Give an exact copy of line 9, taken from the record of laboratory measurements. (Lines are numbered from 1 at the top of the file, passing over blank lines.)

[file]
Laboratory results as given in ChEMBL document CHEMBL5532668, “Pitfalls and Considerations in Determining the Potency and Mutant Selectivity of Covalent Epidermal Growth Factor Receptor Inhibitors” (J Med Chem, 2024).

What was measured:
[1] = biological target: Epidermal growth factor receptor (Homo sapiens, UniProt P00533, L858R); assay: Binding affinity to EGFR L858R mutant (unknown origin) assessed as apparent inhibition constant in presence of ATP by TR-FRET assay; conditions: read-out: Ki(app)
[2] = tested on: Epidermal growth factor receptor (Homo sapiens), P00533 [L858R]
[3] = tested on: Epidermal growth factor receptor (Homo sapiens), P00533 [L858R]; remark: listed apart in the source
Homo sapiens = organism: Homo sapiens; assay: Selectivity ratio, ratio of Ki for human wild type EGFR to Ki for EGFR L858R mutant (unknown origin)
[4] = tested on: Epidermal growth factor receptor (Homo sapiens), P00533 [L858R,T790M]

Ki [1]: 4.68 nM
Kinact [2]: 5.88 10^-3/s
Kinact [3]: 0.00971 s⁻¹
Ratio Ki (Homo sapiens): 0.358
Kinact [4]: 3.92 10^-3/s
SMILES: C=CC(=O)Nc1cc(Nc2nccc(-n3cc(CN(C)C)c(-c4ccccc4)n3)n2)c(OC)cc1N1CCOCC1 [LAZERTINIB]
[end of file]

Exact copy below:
Kinact [2]: 5.88 10^-3/s